<b>The magic of Ôwhat if'</b> What are your dreams, your aspirations? What would you like to do someday? Ask the narrator of Eileen Spinelli's latest flight of imagination, <b>Someday</b>, and she would have no trouble coming up with an answer. To paint by the sea, excavate the bones of a T. rex, or take tea with the president might be lovely. In the eyes of a little girl, the possibilities are both beautiful and boundless.

Told in contrasting pages of someday and today, the main character gives a fresh and honest look at both dreams and realities. Someday I will dig for dinosaur bones. . . . I will be on the evening news but Today I am digging for coins under the sofa cushions . . . enough for a popsicle. Spinelli deftly enters the mind of a child and portrays a little girl who feels both disgust at her younger brother's camel breath and delight at the baby owls perched on a branch outside her window. The young girl revels in her imagined power, snubbing extravagant offers to buy her art, and palpitating over the promise that fame or exotic travel might hold.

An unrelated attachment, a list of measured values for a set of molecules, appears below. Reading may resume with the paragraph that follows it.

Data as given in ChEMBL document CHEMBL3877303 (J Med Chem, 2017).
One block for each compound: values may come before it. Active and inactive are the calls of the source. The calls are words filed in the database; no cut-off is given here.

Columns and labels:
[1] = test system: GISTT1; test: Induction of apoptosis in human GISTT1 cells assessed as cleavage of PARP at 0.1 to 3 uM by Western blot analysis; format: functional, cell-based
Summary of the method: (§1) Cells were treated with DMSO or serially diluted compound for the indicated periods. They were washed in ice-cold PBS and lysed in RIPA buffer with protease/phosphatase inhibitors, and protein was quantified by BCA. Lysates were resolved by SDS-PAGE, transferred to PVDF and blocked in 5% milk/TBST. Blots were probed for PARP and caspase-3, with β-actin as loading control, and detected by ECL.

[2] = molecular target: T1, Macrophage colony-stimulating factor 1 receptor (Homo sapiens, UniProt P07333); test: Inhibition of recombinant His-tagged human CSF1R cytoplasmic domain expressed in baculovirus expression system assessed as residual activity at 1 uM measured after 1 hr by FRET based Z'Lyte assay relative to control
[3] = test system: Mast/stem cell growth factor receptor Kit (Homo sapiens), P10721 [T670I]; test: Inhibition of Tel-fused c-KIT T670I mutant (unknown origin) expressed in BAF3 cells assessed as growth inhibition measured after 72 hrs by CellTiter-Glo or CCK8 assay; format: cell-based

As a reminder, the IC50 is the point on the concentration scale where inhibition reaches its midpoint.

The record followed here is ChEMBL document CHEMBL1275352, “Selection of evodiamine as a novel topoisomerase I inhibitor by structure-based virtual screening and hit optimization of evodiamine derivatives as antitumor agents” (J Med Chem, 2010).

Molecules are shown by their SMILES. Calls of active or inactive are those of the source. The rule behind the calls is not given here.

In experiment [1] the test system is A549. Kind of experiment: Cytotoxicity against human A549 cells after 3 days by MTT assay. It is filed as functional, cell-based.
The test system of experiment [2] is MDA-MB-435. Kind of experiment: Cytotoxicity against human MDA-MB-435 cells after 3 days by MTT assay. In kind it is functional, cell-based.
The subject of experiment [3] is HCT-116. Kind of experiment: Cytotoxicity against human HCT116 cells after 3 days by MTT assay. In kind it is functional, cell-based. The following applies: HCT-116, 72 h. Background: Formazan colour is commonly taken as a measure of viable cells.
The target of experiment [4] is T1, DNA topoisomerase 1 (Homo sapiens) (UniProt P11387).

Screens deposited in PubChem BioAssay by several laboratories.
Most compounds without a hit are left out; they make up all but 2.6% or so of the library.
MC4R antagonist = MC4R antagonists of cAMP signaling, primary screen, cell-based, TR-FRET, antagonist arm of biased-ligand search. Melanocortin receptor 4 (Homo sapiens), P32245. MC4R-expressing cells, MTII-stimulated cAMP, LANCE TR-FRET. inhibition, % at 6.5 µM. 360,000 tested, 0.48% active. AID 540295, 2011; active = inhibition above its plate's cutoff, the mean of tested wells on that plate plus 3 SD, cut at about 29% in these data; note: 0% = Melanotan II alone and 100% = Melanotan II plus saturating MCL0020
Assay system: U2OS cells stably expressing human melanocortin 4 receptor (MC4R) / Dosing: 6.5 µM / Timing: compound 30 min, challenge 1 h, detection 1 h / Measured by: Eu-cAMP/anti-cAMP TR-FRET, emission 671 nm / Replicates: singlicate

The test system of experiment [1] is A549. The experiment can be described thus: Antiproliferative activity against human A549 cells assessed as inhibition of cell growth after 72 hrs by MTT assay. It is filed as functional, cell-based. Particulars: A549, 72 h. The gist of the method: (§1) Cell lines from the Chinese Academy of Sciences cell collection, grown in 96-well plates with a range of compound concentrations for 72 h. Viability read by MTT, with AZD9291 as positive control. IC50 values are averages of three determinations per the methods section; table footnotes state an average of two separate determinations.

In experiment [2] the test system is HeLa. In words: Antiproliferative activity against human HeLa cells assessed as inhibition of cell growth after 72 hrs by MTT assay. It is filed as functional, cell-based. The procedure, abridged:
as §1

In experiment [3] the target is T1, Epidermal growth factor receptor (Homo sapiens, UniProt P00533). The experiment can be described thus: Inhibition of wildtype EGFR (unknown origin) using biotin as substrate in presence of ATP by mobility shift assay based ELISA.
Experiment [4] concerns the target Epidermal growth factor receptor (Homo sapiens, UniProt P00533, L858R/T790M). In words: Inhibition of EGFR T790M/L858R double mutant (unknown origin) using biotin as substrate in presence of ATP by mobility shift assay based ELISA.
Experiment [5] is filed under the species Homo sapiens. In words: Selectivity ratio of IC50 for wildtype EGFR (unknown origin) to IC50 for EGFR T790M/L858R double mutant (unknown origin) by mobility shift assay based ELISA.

Spinelli, the author of more than 35 books including Sophie's Masterpiece, pairs up with illustrator Rosie Winstead, whose whimsical collage is filled with detail and keeps the reader engaged with colorful two-page spreads throughout. Young children will undoubtedly notice the ubiquitous presence of the unnamed character's cat on nearly every page.

Someday is a perfect book for children and grown-ups to read side-by-side, indulging in their own dreams, or as a prompt for young writers to pen their own thoughts for the future. The true beauty in Spinelli's book however, is that no matter what tomorrow might hold, there is beauty to be celebrated in each and every day.

<i>Jennifer Robinson is a teacher in Baltimore, Maryland.</i>

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